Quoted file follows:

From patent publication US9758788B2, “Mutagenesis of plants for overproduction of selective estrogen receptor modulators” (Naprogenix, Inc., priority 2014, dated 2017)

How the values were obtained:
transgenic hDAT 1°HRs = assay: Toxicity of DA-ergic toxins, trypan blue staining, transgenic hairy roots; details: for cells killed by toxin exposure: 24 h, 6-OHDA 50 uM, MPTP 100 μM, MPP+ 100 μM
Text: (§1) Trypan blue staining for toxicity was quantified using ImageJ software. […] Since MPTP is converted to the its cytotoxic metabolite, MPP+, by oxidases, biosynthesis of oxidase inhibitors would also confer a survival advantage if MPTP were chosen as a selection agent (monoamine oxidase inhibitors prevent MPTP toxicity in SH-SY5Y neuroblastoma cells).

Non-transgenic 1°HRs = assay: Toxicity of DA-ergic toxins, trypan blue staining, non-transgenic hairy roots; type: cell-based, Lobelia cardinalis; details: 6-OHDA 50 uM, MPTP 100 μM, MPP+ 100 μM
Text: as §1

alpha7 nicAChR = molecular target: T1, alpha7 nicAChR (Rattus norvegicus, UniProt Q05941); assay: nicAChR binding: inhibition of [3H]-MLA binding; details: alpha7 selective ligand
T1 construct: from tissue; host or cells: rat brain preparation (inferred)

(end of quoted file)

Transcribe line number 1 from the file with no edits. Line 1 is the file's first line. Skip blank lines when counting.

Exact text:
From patent publication US9758788B2, “Mutagenesis of plants for overproduction of selective estrogen receptor modulators” (Naprogenix, Inc., priority 2014, dated 2017)